>Great post and I think "Lose the monkey" should be your new catchphrase. If "git-r-done" can become wildly popular, I say "why not!" 🙂

  16. Bridget Chumbley January 14, 2010 at 2:46 pm #

    >Okay after reading all of the comments, I find it really funny that so many kids call their 'monkeys' the same thing.

    My son had a little blue 'creature' he named "Blue Guy" and my daughter had a Cat named "Kitty" and a hippo named, "Hippo Bippo"…

    It looks like mine aren't the only ones… LOL

  17. katdish January 14, 2010 at 3:06 pm #

    >Well, as long as we're talking about stuffed animals, a few years ago I went to the Exponential Conference in Orlando. My kids stayed home with my mom. On the last day, we all went to Disney World. My daughter was very disappointed that she would not be going. I asked her what she wanted from Disney. She said she wanted a hard panda. So I'm thinking, "What the heck is a hard panda?" Apparently, in the realm of stuffed animals, the ones that are on the furry side do not qualify. And yes, I was able to find a hard panda in Chinatown. And yes, I know. That's what she said…

  18. BunBun January 14, 2010 at 3:36 pm #

    >I hope you are ONLY advocating the elimination of monkeys in one's life, and not bunnies. I have grown quite fond of Helen. I just love the way her mouth hangs open while she sleeps, and then it starts to thunder from her nose.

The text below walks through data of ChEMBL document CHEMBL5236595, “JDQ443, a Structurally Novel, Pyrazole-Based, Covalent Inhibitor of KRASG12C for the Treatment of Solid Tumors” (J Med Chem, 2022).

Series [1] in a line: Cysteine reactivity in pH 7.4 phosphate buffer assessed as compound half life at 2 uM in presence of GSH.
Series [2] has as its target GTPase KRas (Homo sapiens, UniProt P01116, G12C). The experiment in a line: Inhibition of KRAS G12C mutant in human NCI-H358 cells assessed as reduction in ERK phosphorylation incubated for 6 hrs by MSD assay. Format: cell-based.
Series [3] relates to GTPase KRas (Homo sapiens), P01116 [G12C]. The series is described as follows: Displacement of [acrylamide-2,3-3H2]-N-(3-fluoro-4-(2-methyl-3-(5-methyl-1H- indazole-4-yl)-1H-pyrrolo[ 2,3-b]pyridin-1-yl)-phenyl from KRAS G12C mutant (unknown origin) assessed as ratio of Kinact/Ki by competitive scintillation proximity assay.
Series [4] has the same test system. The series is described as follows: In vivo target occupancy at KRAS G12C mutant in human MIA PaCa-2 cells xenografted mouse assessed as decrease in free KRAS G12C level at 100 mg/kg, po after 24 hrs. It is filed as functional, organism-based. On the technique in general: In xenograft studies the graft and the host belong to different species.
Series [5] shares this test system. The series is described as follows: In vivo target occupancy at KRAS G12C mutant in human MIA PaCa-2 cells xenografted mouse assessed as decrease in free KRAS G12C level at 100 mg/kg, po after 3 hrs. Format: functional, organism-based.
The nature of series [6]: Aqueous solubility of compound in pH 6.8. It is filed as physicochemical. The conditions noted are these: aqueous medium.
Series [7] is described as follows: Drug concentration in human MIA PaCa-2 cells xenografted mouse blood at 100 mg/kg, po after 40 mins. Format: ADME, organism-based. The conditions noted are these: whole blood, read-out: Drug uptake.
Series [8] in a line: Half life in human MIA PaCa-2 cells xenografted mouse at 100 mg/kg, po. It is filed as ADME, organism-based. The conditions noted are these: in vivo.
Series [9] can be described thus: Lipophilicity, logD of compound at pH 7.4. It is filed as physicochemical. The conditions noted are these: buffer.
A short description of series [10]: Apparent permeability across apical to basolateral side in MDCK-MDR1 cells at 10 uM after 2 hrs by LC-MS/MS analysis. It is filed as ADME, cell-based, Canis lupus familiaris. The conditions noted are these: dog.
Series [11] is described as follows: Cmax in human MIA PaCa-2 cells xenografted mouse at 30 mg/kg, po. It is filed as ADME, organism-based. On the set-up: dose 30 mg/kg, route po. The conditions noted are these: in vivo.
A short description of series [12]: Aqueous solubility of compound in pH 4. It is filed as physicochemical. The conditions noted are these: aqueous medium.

You wouldn't want me to miss all this bliss, would you?

  19. Shark Bait January 14, 2010 at 4:00 pm #

    >I would just like to interrupt at this point to say that stuffed animals are people too.

  20. BeckeyZ January 14, 2010 at 4:35 pm #

    >You inspired me!!! I linked back over to your post today.

    Thanks – oh, and btw…I had a yellow blanket with a satin trim. I would wrap part of the trim around my fingers on my left hand and smell it while I sucked my right thumb (or so I'm told, I don't recall any of this strange behavior)…my mom finally cut a corner of the blanket off and tossed it when I wasn't looking one day. I still have that corner, somewhere.

  21. ~*Michelle*~ January 14, 2010 at 4:47 pm #

    >I am white knuckling, probably suffocating, one particular monkey right now…

    …and although I know that little by little, our patient Father is prying my fingers slowly and loosening my grip. I know He knows that I don't need this monkey…but He loves me enough to let me get this last bit of comfort right now.

  22. vanityofvanities January 14, 2010 at 11:05 pm #

    >Linus had a blankie, and I had a Linus! A tiny, baby Linus with his eyes closed and his thumb in his mouth. Got him when I was one, as well, and he never left my side. (Except when my mom had to wash him. He was a mess.)

    As for my current monkey/Linus, NO. I'm still as stubborn as ever. (But, you knew that already.)